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Oil Firm Chrysaor Applies for Offshore CO2 Storage License

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The VPI Inningham power plant is one of the project participants in Humber Zero (Wood)

By The Maritime Executive 11-10-2020 02:32:14

Oil company Chrysaor, the largest producer on the maturing UK Continental Shelf, has applied for a license to store captured CO2 in an undersea gas reservoir in the North Sea. 

Chrysaor's application dovetails with the Humber Zero Project, an initiative to capture CO2 from industrial sources in the UK's Humber region. The VPI Immingham combined heat and power plant, the Phillips 66 Humber refinery and the Uniper Killingholme Power Plant have agreed to invest in carbon capture technologies on select industrial process units. The engineering consultancy Wood is working on the concept and early design for the infrastructure. In a three-phase development program, the CCS plant would capture and compress as much as eight million tonnes of carbon dioxide per year. A related project, V Net Zero, will handle the transportation and undersea storage.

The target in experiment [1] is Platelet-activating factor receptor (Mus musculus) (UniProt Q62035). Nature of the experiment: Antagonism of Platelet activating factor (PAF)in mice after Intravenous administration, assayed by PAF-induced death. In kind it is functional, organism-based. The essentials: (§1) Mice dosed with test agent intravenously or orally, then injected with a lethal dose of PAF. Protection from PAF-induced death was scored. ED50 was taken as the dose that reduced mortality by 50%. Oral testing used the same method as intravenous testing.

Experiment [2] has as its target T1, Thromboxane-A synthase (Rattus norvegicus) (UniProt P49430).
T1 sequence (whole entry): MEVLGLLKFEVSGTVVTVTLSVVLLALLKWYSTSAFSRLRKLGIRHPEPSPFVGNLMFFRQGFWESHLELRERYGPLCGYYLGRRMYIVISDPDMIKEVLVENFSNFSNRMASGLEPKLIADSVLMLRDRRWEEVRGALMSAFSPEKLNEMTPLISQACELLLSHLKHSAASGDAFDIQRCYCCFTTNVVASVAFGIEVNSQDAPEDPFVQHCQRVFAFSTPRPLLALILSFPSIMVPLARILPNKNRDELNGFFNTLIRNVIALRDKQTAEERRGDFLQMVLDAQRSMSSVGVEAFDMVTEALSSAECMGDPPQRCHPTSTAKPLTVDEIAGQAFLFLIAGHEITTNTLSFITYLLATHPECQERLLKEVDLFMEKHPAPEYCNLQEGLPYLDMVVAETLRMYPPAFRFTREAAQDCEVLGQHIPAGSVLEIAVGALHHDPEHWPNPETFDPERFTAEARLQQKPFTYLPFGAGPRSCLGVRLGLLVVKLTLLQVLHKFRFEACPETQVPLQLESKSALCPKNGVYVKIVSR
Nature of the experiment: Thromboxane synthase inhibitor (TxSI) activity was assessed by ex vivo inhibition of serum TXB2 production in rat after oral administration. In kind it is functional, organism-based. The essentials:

"The V Net Zero project and Chrysaor’s licence application represent an important and exciting step toward delivering net zero in the Humber by offering advantaged CO2 storage sites at scale to Humber
Zero and other emitters in the wider industrial cluster.”said VPI Inningham project director Jonathan Briggs. "It can establish the foundation for a gateway to decarbonise the wider Humber, bringing new industries, sectors and jobs to the region."

Carbon storage efforts under way

The new effort parallels a similar development in Norway - a partnership between Total, Equinor, ArcelorMittal and Heidelberg Cement to capture industrial CO2 emissions and store the gas in a geological formation under the sea. This giant CCS project will capture carbon from a cement plant in Brevik and a waste-to-energy powerplant in the Oslo area. 

The logistics for storage are somewhat more complex for the Norwegian venture. The CO2 will be compressed, liquified and transported by ship to a marine terminal on Norway's west coast. It will then be piped under the sea to an offshore storage site, where it will be injected into a geological formation for permanent encapsulation. In March 2020, Shell, Total and Equinor completed a test well for CO2 storage near the Troll field on the Norwegian continental shelf. They found a sealing shale layer and the presence of good quality sandstone in the reservoir, Equinor said, confirming its suitability for carbon storage.

The Norwegian government is subsidizing this venture with a $2.4 billion investment - the largest single state aid award ever approved by the European Free Trade Association (EFTA).